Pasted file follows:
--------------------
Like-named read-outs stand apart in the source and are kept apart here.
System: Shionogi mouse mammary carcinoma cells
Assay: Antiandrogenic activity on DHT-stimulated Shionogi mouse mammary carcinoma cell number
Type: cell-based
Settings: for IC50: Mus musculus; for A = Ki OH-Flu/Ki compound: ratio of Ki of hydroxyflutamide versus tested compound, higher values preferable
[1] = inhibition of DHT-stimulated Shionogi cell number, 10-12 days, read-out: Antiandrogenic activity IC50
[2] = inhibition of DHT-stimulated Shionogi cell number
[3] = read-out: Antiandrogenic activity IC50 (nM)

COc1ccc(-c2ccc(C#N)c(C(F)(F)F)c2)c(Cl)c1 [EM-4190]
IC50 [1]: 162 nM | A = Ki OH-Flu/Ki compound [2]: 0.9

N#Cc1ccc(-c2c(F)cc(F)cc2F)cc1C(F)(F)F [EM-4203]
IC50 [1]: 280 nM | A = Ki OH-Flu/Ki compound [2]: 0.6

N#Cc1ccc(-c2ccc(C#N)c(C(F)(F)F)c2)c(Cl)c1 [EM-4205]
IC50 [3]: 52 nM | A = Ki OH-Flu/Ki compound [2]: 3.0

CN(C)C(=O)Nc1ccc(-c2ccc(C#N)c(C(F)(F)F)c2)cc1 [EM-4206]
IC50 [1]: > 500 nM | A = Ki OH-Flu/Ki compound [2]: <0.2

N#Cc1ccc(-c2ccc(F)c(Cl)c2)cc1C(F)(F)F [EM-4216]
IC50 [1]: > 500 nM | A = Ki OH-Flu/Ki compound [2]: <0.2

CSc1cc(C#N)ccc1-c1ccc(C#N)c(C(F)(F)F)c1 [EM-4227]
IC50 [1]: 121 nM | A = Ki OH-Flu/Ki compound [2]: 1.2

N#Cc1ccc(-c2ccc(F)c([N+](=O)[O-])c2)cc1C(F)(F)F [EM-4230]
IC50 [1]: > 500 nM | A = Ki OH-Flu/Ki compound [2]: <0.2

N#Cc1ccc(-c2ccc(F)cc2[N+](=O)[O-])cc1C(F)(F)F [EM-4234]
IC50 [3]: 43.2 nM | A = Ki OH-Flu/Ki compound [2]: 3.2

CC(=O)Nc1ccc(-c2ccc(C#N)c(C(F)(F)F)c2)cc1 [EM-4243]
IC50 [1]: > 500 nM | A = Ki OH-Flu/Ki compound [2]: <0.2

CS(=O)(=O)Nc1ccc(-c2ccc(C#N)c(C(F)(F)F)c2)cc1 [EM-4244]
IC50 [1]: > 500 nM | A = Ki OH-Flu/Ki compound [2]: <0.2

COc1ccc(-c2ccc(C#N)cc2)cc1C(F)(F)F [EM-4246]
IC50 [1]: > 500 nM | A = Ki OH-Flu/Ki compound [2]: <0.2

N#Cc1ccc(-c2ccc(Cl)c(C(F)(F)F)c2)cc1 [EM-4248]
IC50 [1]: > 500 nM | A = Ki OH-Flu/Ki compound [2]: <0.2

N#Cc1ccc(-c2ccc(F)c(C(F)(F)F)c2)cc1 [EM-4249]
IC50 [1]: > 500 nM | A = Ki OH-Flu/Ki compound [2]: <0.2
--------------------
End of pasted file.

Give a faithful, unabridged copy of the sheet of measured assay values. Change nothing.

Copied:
Like-named read-outs stand apart in the source and are kept apart here.
System: Shionogi mouse mammary carcinoma cells
Assay: Antiandrogenic activity on DHT-stimulated Shionogi mouse mammary carcinoma cell number
Type: cell-based
Settings: for IC50: Mus musculus; for A = Ki OH-Flu/Ki compound: ratio of Ki of hydroxyflutamide versus tested compound, higher values preferable
[1] = inhibition of DHT-stimulated Shionogi cell number, 10-12 days, read-out: Antiandrogenic activity IC50
[2] = inhibition of DHT-stimulated Shionogi cell number
[3] = read-out: Antiandrogenic activity IC50 (nM)

COc1ccc(-c2ccc(C#N)c(C(F)(F)F)c2)c(Cl)c1 [EM-4190]
IC50 [1]: 162 nM | A = Ki OH-Flu/Ki compound [2]: 0.9

N#Cc1ccc(-c2c(F)cc(F)cc2F)cc1C(F)(F)F [EM-4203]
IC50 [1]: 280 nM | A = Ki OH-Flu/Ki compound [2]: 0.6

N#Cc1ccc(-c2ccc(C#N)c(C(F)(F)F)c2)c(Cl)c1 [EM-4205]
IC50 [3]: 52 nM | A = Ki OH-Flu/Ki compound [2]: 3.0

CN(C)C(=O)Nc1ccc(-c2ccc(C#N)c(C(F)(F)F)c2)cc1 [EM-4206]
IC50 [1]: > 500 nM | A = Ki OH-Flu/Ki compound [2]: <0.2

N#Cc1ccc(-c2ccc(F)c(Cl)c2)cc1C(F)(F)F [EM-4216]
IC50 [1]: > 500 nM | A = Ki OH-Flu/Ki compound [2]: <0.2

CSc1cc(C#N)ccc1-c1ccc(C#N)c(C(F)(F)F)c1 [EM-4227]
IC50 [1]: 121 nM | A = Ki OH-Flu/Ki compound [2]: 1.2

N#Cc1ccc(-c2ccc(F)c([N+](=O)[O-])c2)cc1C(F)(F)F [EM-4230]
IC50 [1]: > 500 nM | A = Ki OH-Flu/Ki compound [2]: <0.2

N#Cc1ccc(-c2ccc(F)cc2[N+](=O)[O-])cc1C(F)(F)F [EM-4234]
IC50 [3]: 43.2 nM | A = Ki OH-Flu/Ki compound [2]: 3.2

CC(=O)Nc1ccc(-c2ccc(C#N)c(C(F)(F)F)c2)cc1 [EM-4243]
IC50 [1]: > 500 nM | A = Ki OH-Flu/Ki compound [2]: <0.2

CS(=O)(=O)Nc1ccc(-c2ccc(C#N)c(C(F)(F)F)c2)cc1 [EM-4244]
IC50 [1]: > 500 nM | A = Ki OH-Flu/Ki compound [2]: <0.2

COc1ccc(-c2ccc(C#N)cc2)cc1C(F)(F)F [EM-4246]
IC50 [1]: > 500 nM | A = Ki OH-Flu/Ki compound [2]: <0.2

N#Cc1ccc(-c2ccc(Cl)c(C(F)(F)F)c2)cc1 [EM-4248]
IC50 [1]: > 500 nM | A = Ki OH-Flu/Ki compound [2]: <0.2

N#Cc1ccc(-c2ccc(F)c(C(F)(F)F)c2)cc1 [EM-4249]
IC50 [1]: > 500 nM | A = Ki OH-Flu/Ki compound [2]: <0.2